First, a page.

Dual Vicarious Liability:Viasystems (Tyneside) Ltd v Thermal Transfer (Northern) Ltd & Others  EWCA Civ 1151
In a landmark ruling changing two centuries of established principle, the Court of Appeal has decided that two employers can both be vicariously liable for the negligence of an employee.
The claim related to a flooding at Viasystem’s factory caused by a fitter’s mate (Mr Strang), who had crawled through a duct and damaged a sprinkler system. The first defendant (installer of air conditioning) had sub-contracted ducting work to the second defendant. The second defendant contracted with the third defendant to provide fitters and fitters’ mates (who included Mr Strang) on a labour only basis.
It was agreed that the claimant was entitled to recover in contract from the first defendant. The claimant also claimed against the second and third defendants (and the first defendant likewise claimed an indemnity against each).
In the Court of Appeal the issue was whether the second and third defendants could both be vicariously liable for Mr Strang’s negligent acts.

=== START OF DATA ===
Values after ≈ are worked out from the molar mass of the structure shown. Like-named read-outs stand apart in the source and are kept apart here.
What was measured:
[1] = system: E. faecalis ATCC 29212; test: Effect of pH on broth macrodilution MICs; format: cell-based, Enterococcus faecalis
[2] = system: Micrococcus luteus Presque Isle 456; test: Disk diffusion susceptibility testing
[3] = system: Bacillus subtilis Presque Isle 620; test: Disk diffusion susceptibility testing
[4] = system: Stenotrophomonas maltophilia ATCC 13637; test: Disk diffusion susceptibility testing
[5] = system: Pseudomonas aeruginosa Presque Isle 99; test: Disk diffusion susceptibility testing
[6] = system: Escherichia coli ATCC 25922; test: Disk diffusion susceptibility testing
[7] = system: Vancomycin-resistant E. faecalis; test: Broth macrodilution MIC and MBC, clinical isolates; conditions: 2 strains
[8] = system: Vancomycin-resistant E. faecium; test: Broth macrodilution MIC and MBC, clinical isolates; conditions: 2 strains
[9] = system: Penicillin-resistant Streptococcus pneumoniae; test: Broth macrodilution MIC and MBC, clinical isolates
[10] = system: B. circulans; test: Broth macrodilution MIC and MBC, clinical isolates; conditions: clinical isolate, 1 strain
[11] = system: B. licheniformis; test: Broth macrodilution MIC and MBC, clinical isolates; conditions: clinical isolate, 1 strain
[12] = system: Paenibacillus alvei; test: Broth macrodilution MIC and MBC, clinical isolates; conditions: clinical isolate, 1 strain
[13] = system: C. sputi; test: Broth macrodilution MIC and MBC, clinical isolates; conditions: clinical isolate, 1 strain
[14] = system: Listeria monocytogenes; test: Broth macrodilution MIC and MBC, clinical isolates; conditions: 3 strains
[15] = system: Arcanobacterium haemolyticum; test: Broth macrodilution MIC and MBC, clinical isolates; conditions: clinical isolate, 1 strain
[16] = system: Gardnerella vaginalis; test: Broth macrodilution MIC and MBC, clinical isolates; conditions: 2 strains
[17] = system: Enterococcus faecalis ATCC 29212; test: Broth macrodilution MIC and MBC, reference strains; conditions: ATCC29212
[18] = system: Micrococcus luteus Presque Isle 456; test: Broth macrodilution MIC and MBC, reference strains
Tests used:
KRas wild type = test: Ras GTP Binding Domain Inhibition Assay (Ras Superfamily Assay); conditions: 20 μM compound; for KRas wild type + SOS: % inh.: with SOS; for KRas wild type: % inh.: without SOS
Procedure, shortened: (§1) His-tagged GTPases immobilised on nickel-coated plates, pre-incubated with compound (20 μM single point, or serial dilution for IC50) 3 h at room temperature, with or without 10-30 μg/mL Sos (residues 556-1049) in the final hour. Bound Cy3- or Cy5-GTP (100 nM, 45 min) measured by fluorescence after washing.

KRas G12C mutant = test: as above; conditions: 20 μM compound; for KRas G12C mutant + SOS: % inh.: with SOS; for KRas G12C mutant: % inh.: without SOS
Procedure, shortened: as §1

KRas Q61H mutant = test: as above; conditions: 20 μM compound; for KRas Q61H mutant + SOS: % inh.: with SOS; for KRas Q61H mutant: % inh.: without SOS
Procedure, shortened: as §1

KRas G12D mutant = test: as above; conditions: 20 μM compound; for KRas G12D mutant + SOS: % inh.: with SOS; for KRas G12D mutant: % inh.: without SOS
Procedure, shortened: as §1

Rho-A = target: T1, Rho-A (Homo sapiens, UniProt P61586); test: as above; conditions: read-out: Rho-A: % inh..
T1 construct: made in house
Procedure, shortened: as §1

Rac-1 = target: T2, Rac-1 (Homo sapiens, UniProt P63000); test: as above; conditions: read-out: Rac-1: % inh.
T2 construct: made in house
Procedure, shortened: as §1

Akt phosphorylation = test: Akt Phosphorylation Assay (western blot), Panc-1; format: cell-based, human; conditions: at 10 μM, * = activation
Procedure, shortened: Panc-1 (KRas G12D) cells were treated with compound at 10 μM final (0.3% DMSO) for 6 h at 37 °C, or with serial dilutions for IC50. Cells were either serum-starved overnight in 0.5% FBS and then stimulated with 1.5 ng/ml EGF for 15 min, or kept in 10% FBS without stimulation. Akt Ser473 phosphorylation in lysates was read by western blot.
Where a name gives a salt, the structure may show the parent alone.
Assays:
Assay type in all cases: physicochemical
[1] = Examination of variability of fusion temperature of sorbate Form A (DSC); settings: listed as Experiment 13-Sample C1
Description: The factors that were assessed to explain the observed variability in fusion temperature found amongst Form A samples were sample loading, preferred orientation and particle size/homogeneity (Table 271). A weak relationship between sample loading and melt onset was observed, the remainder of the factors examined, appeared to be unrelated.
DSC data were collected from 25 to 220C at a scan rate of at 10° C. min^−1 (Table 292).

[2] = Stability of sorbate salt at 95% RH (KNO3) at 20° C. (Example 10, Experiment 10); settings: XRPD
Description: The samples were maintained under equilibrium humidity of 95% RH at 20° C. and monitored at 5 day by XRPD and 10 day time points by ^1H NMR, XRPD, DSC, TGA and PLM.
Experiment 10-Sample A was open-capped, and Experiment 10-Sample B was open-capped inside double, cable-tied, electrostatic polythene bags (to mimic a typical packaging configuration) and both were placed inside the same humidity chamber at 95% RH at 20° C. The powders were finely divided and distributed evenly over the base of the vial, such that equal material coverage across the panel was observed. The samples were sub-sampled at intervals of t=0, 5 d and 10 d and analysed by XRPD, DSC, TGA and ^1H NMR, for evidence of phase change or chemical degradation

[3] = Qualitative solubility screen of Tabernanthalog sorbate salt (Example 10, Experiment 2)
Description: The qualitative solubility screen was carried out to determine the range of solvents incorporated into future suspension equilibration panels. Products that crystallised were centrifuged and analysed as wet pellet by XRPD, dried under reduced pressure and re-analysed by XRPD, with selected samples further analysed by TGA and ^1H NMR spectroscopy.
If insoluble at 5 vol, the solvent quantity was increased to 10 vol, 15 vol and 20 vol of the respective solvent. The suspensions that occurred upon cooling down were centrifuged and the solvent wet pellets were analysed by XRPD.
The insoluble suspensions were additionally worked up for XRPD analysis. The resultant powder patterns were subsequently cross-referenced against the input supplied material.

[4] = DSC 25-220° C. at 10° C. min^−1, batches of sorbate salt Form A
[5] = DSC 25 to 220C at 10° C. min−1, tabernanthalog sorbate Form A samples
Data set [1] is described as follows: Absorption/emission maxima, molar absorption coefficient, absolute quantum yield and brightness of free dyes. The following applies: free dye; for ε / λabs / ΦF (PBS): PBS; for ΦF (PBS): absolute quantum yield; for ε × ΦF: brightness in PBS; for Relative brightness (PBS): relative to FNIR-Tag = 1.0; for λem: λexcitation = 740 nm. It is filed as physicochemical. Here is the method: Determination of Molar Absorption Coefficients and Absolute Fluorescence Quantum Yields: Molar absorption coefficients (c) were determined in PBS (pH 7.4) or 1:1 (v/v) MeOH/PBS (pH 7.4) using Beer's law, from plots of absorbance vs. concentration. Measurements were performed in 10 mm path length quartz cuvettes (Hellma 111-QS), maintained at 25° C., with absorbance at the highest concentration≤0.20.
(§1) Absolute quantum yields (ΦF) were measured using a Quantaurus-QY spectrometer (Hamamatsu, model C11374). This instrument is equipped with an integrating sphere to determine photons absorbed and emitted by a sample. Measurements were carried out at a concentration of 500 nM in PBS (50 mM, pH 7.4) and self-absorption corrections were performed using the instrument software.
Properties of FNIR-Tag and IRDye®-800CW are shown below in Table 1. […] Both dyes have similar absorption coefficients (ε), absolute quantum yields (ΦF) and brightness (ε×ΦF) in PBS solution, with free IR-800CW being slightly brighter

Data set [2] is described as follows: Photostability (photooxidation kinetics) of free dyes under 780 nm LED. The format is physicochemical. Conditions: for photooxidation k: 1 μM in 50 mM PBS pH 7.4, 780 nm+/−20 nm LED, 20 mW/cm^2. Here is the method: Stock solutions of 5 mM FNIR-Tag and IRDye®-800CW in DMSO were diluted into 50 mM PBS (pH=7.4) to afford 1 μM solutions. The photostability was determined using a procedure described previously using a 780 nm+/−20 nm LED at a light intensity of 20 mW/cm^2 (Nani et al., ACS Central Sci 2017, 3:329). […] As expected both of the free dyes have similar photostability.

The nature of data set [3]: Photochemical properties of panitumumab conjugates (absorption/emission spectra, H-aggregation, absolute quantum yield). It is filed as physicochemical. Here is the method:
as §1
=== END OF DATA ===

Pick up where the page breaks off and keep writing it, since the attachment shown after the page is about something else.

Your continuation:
It held that there was no binding authority which excluded two parties being vicariously liable for the breach of duty, and that it arose in this case both ‘employers’ were entitled to exercise control over Strang’s work. As the extent of this control was the same for both defendants, and either could have prevented Mr Strang’s actions, they each had to bear half the damages awarded.
Donaldson v Hays Distribution Services Ltd 
The recent decision in the Scottish courts in the case of Donaldson v Hays Distribution Services Ltd has clarified an important question about the liability of premises owners and occupiers.
The Claimant was a customer at a shopping centre where she was crushed against a wall of a loading bay by a lorry. The claimant argued that the Defenders, who were alleged to have been in control of the loading bay, were in breach of Regulations 17(1) and 17(2) of the Workplace (Health, Safety and Welfare) Regulations 1992, which were enacted in the UK in order to implement the EU Workplace Directive. These Regulations require in essence that every workplace should be organised in such a way that pedestrians and persons are protected from vehicle movements.
This article first appeared in our Construction and development legal update Spring 2006. To view this publication, please click here to open it as a pdf in a new window